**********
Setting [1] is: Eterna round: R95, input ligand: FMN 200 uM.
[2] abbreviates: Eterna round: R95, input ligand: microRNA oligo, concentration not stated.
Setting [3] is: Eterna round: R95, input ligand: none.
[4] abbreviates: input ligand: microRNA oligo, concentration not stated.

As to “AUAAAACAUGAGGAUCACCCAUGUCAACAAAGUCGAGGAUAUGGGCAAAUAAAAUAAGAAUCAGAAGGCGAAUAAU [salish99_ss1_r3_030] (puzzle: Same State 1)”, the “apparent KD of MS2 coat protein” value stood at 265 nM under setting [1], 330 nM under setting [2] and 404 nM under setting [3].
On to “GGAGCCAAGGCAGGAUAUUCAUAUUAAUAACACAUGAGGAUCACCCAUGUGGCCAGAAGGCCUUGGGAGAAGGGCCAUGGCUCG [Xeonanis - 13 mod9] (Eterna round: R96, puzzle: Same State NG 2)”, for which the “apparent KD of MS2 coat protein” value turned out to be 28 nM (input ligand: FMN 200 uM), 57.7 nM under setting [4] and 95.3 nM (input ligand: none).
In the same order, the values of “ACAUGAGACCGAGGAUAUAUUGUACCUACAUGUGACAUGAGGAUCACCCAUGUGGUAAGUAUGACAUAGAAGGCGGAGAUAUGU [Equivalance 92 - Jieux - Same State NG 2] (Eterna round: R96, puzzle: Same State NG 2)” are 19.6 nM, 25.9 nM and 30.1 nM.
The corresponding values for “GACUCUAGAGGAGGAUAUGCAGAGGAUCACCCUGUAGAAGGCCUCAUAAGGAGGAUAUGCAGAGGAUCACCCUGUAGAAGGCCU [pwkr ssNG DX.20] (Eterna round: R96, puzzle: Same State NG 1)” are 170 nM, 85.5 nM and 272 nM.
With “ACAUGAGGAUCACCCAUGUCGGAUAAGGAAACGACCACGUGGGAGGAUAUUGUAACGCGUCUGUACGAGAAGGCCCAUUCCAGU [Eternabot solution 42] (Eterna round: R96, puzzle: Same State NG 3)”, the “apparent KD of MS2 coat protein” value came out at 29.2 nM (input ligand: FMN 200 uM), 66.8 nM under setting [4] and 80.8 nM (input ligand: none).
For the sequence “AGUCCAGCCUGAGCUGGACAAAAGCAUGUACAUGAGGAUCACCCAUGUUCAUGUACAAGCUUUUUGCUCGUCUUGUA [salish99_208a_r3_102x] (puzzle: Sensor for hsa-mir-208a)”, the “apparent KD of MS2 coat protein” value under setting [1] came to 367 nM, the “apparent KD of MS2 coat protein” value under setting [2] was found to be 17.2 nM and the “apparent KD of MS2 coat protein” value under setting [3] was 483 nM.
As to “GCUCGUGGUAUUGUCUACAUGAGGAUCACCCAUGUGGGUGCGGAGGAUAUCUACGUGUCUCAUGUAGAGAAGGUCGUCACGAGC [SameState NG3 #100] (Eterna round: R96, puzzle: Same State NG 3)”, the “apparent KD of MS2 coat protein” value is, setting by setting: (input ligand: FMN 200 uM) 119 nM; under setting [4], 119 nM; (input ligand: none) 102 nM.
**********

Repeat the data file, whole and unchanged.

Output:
Setting [1] is: Eterna round: R95, input ligand: FMN 200 uM.
[2] abbreviates: Eterna round: R95, input ligand: microRNA oligo, concentration not stated.
Setting [3] is: Eterna round: R95, input ligand: none.
[4] abbreviates: input ligand: microRNA oligo, concentration not stated.

As to “AUAAAACAUGAGGAUCACCCAUGUCAACAAAGUCGAGGAUAUGGGCAAAUAAAAUAAGAAUCAGAAGGCGAAUAAU [salish99_ss1_r3_030] (puzzle: Same State 1)”, the “apparent KD of MS2 coat protein” value stood at 265 nM under setting [1], 330 nM under setting [2] and 404 nM under setting [3].
On to “GGAGCCAAGGCAGGAUAUUCAUAUUAAUAACACAUGAGGAUCACCCAUGUGGCCAGAAGGCCUUGGGAGAAGGGCCAUGGCUCG [Xeonanis - 13 mod9] (Eterna round: R96, puzzle: Same State NG 2)”, for which the “apparent KD of MS2 coat protein” value turned out to be 28 nM (input ligand: FMN 200 uM), 57.7 nM under setting [4] and 95.3 nM (input ligand: none).
In the same order, the values of “ACAUGAGACCGAGGAUAUAUUGUACCUACAUGUGACAUGAGGAUCACCCAUGUGGUAAGUAUGACAUAGAAGGCGGAGAUAUGU [Equivalance 92 - Jieux - Same State NG 2] (Eterna round: R96, puzzle: Same State NG 2)” are 19.6 nM, 25.9 nM and 30.1 nM.
The corresponding values for “GACUCUAGAGGAGGAUAUGCAGAGGAUCACCCUGUAGAAGGCCUCAUAAGGAGGAUAUGCAGAGGAUCACCCUGUAGAAGGCCU [pwkr ssNG DX.20] (Eterna round: R96, puzzle: Same State NG 1)” are 170 nM, 85.5 nM and 272 nM.
With “ACAUGAGGAUCACCCAUGUCGGAUAAGGAAACGACCACGUGGGAGGAUAUUGUAACGCGUCUGUACGAGAAGGCCCAUUCCAGU [Eternabot solution 42] (Eterna round: R96, puzzle: Same State NG 3)”, the “apparent KD of MS2 coat protein” value came out at 29.2 nM (input ligand: FMN 200 uM), 66.8 nM under setting [4] and 80.8 nM (input ligand: none).
For the sequence “AGUCCAGCCUGAGCUGGACAAAAGCAUGUACAUGAGGAUCACCCAUGUUCAUGUACAAGCUUUUUGCUCGUCUUGUA [salish99_208a_r3_102x] (puzzle: Sensor for hsa-mir-208a)”, the “apparent KD of MS2 coat protein” value under setting [1] came to 367 nM, the “apparent KD of MS2 coat protein” value under setting [2] was found to be 17.2 nM and the “apparent KD of MS2 coat protein” value under setting [3] was 483 nM.
As to “GCUCGUGGUAUUGUCUACAUGAGGAUCACCCAUGUGGGUGCGGAGGAUAUCUACGUGUCUCAUGUAGAGAAGGUCGUCACGAGC [SameState NG3 #100] (Eterna round: R96, puzzle: Same State NG 3)”, the “apparent KD of MS2 coat protein” value is, setting by setting: (input ligand: FMN 200 uM) 119 nM; under setting [4], 119 nM; (input ligand: none) 102 nM.